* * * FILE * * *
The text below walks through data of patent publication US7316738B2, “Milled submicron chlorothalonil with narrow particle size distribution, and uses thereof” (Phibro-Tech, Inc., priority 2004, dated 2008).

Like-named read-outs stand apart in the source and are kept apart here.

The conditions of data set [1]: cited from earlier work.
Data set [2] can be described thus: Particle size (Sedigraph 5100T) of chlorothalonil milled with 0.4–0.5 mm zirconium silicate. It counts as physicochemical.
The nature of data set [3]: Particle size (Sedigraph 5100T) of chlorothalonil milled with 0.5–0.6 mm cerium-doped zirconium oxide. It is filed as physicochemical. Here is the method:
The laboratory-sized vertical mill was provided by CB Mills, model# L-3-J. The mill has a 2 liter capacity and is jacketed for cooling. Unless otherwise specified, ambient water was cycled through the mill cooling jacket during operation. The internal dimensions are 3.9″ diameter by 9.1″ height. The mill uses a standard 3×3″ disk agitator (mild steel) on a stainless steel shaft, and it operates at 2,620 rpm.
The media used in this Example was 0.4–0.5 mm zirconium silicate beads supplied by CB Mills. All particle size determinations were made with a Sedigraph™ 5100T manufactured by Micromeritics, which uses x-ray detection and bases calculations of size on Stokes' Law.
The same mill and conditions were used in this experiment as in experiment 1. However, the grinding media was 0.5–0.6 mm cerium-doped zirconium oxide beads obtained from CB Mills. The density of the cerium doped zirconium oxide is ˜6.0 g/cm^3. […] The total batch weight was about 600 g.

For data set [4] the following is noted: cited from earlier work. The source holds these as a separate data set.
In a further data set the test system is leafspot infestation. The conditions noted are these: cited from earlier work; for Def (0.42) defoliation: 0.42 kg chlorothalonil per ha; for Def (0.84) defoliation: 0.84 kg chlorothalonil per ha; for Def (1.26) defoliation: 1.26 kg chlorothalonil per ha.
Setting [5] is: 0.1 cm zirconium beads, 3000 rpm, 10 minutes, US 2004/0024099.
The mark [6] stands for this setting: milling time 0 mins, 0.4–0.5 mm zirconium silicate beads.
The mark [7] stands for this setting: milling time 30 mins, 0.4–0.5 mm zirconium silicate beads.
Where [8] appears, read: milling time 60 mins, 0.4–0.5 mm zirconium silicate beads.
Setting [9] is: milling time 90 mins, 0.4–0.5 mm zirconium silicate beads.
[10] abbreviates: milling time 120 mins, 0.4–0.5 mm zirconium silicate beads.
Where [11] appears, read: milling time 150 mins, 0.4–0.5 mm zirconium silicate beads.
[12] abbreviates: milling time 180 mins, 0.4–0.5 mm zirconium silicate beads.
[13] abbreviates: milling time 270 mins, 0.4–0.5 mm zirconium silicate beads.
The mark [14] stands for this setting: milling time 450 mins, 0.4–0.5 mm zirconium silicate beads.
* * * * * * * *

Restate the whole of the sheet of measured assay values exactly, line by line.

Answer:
The text below walks through data of patent publication US7316738B2, “Milled submicron chlorothalonil with narrow particle size distribution, and uses thereof” (Phibro-Tech, Inc., priority 2004, dated 2008).

Like-named read-outs stand apart in the source and are kept apart here.

The conditions of data set [1]: cited from earlier work.
Data set [2] can be described thus: Particle size (Sedigraph 5100T) of chlorothalonil milled with 0.4–0.5 mm zirconium silicate. It counts as physicochemical.
The nature of data set [3]: Particle size (Sedigraph 5100T) of chlorothalonil milled with 0.5–0.6 mm cerium-doped zirconium oxide. It is filed as physicochemical. Here is the method:
The laboratory-sized vertical mill was provided by CB Mills, model# L-3-J. The mill has a 2 liter capacity and is jacketed for cooling. Unless otherwise specified, ambient water was cycled through the mill cooling jacket during operation. The internal dimensions are 3.9″ diameter by 9.1″ height. The mill uses a standard 3×3″ disk agitator (mild steel) on a stainless steel shaft, and it operates at 2,620 rpm.
The media used in this Example was 0.4–0.5 mm zirconium silicate beads supplied by CB Mills. All particle size determinations were made with a Sedigraph™ 5100T manufactured by Micromeritics, which uses x-ray detection and bases calculations of size on Stokes' Law.
The same mill and conditions were used in this experiment as in experiment 1. However, the grinding media was 0.5–0.6 mm cerium-doped zirconium oxide beads obtained from CB Mills. The density of the cerium doped zirconium oxide is ˜6.0 g/cm^3. […] The total batch weight was about 600 g.

For data set [4] the following is noted: cited from earlier work. The source holds these as a separate data set.
In a further data set the test system is leafspot infestation. The conditions noted are these: cited from earlier work; for Def (0.42) defoliation: 0.42 kg chlorothalonil per ha; for Def (0.84) defoliation: 0.84 kg chlorothalonil per ha; for Def (1.26) defoliation: 1.26 kg chlorothalonil per ha.
Setting [5] is: 0.1 cm zirconium beads, 3000 rpm, 10 minutes, US 2004/0024099.
The mark [6] stands for this setting: milling time 0 mins, 0.4–0.5 mm zirconium silicate beads.
The mark [7] stands for this setting: milling time 30 mins, 0.4–0.5 mm zirconium silicate beads.
Where [8] appears, read: milling time 60 mins, 0.4–0.5 mm zirconium silicate beads.
Setting [9] is: milling time 90 mins, 0.4–0.5 mm zirconium silicate beads.
[10] abbreviates: milling time 120 mins, 0.4–0.5 mm zirconium silicate beads.
Where [11] appears, read: milling time 150 mins, 0.4–0.5 mm zirconium silicate beads.
[12] abbreviates: milling time 180 mins, 0.4–0.5 mm zirconium silicate beads.
[13] abbreviates: milling time 270 mins, 0.4–0.5 mm zirconium silicate beads.
The mark [14] stands for this setting: milling time 450 mins, 0.4–0.5 mm zirconium silicate beads.